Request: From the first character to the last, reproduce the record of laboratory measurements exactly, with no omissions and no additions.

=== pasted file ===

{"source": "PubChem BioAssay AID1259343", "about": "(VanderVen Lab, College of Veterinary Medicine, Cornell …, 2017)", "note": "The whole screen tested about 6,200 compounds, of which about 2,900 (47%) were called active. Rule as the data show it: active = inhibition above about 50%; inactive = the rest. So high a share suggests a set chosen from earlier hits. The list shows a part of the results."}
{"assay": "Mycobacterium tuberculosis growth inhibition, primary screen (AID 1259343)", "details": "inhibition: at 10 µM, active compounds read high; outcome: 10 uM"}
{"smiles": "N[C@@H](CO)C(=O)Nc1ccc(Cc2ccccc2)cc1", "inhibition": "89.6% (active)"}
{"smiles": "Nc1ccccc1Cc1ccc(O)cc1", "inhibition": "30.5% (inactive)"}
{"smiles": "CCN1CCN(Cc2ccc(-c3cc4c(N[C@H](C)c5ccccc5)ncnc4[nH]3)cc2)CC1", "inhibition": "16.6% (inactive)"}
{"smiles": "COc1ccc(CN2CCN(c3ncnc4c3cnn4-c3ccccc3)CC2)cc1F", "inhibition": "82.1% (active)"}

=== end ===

{"source": "PubChem BioAssay AID1259343", "about": "(VanderVen Lab, College of Veterinary Medicine, Cornell …, 2017)", "note": "The whole screen tested about 6,200 compounds, of which about 2,900 (47%) were called active. Rule as the data show it: active = inhibition above about 50%; inactive = the rest. So high a share suggests a set chosen from earlier hits. The list shows a part of the results."}
{"assay": "Mycobacterium tuberculosis growth inhibition, primary screen (AID 1259343)", "details": "inhibition: at 10 µM, active compounds read high; outcome: 10 uM"}
{"smiles": "N[C@@H](CO)C(=O)Nc1ccc(Cc2ccccc2)cc1", "inhibition": "89.6% (active)"}
{"smiles": "Nc1ccccc1Cc1ccc(O)cc1", "inhibition": "30.5% (inactive)"}
{"smiles": "CCN1CCN(Cc2ccc(-c3cc4c(N[C@H](C)c5ccccc5)ncnc4[nH]3)cc2)CC1", "inhibition": "16.6% (inactive)"}
{"smiles": "COc1ccc(CN2CCN(c3ncnc4c3cnn4-c3ccccc3)CC2)cc1F", "inhibition": "82.1% (active)"}